Technology creates all sorts of externalities as an outcome of the production process. Some of these might be positive, while some will be negative externalities. The positive externalities add a lot of value to society and the producers of the goods or services.
Almost half of the total social benefit of the newly produced products benefits both society and the investors and producers. Only a scenario where these positive externalities benefit the society at large, but not the private investors revolves around public goods.
Access to clean air, national defense, drinking water availability, the rule of law, sanitation, law enforcement, etc., are examples of public goods. Such commodities or services are offered to all the members of society.
What are Public Goods?
Defining Public Goods requires an understanding of private goods first.
A normal private good, for example, like a plate of burgers, can be easily bought and sold as an independent and identifiable good. Similar is not the case with Public Goods.
These are the goods produced under the control and administration of a central authority, unlike private producers.
In economic terms, public goods are those that are accessible to all the members of society. These goods are collectively paid for by the taxation system that is in place, adopted by the government.
How Public Goods Work?
Public goods are those that are available to all citizens and non-excludable. Essentially, this means that the good is provided for free to all members of society, and no one can be barred from using it.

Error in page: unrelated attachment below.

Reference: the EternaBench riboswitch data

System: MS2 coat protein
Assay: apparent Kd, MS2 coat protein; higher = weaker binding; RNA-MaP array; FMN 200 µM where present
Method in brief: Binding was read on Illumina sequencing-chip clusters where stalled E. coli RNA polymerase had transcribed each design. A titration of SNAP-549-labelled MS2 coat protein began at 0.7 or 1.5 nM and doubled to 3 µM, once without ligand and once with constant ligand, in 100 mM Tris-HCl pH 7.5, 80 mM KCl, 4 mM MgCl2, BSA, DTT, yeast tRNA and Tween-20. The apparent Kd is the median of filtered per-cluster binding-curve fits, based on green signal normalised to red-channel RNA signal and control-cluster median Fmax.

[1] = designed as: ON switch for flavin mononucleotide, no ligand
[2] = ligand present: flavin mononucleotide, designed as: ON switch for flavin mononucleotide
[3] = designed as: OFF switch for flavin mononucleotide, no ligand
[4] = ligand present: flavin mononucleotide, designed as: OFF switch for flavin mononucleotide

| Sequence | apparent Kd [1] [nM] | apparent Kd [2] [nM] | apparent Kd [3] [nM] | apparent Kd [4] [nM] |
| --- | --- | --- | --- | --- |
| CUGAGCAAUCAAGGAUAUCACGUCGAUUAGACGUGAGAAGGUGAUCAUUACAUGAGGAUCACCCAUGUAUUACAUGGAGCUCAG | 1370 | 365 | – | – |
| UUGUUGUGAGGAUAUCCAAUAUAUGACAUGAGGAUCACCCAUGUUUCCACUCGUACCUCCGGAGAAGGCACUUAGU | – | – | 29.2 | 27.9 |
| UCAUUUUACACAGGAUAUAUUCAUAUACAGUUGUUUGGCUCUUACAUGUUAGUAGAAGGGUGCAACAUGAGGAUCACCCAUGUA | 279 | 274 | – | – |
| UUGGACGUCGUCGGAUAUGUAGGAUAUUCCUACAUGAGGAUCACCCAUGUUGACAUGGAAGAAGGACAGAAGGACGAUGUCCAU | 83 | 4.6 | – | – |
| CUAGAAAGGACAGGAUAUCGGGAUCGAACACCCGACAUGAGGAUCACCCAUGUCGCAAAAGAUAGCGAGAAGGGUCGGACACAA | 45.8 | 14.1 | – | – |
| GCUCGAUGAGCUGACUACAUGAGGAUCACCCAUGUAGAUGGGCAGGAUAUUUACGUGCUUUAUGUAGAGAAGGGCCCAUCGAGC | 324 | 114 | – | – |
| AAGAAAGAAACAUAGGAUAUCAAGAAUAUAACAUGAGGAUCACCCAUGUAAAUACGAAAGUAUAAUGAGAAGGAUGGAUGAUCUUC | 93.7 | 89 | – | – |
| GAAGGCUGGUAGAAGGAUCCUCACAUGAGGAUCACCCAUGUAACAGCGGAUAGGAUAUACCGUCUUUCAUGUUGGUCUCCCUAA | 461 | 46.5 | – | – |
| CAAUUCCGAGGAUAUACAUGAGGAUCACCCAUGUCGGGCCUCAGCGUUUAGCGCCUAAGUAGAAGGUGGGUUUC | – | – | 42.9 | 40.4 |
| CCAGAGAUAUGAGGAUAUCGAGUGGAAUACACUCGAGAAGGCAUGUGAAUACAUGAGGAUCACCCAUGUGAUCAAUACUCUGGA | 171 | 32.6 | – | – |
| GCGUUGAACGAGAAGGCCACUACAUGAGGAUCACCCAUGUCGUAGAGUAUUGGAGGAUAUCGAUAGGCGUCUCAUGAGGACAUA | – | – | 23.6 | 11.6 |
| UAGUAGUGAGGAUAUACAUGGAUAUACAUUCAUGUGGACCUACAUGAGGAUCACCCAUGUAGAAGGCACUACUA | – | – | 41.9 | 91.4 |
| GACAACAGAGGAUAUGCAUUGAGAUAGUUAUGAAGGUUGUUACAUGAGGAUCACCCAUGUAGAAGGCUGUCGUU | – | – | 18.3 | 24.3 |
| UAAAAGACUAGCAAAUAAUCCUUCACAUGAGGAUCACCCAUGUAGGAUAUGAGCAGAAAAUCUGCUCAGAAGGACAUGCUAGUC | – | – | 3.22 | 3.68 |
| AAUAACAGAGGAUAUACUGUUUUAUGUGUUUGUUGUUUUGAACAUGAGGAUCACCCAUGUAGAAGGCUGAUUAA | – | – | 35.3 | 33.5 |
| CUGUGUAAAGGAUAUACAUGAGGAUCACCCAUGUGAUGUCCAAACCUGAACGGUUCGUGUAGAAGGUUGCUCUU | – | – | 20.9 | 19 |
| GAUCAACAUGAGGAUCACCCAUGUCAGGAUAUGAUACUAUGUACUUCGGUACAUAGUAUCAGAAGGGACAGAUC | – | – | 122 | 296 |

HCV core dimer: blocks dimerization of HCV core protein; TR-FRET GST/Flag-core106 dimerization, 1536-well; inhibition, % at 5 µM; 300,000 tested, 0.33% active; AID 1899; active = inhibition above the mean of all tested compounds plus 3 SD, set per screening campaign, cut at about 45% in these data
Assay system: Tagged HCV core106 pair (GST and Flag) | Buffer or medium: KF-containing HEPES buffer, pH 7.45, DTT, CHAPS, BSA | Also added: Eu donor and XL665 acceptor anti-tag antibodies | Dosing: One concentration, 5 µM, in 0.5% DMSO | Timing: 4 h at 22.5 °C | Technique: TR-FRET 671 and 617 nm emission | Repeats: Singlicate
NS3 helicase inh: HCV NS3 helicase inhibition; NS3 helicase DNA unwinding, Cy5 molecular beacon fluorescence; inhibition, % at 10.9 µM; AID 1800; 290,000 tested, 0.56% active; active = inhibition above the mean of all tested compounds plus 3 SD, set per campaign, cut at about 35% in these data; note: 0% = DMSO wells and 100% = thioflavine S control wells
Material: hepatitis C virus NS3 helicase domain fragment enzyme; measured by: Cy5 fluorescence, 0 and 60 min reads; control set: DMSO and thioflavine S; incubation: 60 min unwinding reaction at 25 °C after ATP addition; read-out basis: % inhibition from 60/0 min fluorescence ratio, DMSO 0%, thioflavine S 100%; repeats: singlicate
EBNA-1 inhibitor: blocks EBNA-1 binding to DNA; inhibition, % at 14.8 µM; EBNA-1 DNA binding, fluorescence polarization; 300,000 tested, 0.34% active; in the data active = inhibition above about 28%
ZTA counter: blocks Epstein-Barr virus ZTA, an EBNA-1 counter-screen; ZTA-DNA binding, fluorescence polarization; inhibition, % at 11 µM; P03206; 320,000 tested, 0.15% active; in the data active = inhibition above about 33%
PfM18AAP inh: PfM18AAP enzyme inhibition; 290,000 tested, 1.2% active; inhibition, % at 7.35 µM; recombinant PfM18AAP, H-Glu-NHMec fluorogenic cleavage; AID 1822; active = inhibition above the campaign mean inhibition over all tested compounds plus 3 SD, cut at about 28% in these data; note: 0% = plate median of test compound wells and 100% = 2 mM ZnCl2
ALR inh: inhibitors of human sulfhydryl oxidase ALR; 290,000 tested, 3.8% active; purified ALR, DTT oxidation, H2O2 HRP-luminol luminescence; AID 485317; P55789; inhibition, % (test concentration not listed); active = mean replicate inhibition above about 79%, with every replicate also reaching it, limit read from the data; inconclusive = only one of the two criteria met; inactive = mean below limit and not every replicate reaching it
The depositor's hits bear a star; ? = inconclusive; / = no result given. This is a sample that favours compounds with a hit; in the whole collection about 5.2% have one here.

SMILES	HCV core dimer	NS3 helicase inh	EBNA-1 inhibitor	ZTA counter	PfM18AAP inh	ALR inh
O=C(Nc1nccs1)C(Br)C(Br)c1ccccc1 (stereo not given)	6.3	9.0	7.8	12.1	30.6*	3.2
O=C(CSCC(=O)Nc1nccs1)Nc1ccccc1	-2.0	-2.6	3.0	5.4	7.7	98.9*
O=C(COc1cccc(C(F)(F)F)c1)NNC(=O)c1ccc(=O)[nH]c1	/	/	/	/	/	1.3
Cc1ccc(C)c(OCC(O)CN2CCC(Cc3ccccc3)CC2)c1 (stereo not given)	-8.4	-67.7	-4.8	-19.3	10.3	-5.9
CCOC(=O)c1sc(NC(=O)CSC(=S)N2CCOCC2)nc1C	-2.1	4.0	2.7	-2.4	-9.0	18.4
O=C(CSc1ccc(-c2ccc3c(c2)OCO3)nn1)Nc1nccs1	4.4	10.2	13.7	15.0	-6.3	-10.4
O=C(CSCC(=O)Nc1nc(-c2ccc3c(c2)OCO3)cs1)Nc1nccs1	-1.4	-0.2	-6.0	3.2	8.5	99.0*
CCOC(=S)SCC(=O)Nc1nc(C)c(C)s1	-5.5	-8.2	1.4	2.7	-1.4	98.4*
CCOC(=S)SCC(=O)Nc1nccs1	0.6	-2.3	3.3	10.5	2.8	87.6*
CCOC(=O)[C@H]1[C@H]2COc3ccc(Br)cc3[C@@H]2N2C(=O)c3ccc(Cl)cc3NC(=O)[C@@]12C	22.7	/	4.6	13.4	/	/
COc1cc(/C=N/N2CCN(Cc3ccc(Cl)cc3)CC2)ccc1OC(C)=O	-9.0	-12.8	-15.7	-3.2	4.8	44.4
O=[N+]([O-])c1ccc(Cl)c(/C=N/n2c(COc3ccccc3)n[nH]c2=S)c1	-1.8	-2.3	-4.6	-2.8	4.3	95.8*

Public goods are usually provided by government agencies, nonprofits, or private sector who have decided that providing a public good is in their best interest. Public goods (opposite of private goods or free ride) may be funded with tax dollars as well as donations from individuals or corporations.
There are two main criteria that distinguish a public good: non-rivalrousness and non-excludability. Nonrivalrous means that the goods do not diminish as more people consume them; nonexcludable means that all citizens can consume the public good.
Private Goods vs. Public Goods
Private and public goods are two very different categories of goods. Private goods are items that you can own and control, like a car or a house. Public goods are things that cannot be owned or subtracted by other individual’s consumption, but are available to everyone in the community. Examples of public goods include clean air and national defence.
One way to differentiate between private goods and public goods is by looking at how they’re priced. If something has a market price, then it’s a private good—you can charge people for access (like charging admission to see a movie). But if something lacks a market price, then it’s probably a public good—you can’t charge people for access (like charging admission to see the ocean).
The problem with public goods is that if no one pays for them, then they don’t get produced. If no one buys tickets to see a movie, then it won’t be made. But if someone doesn’t pay taxes, then the government spending will reduce but the government still has to provide services—like national defense or road maintenance—to everyone in its jurisdiction.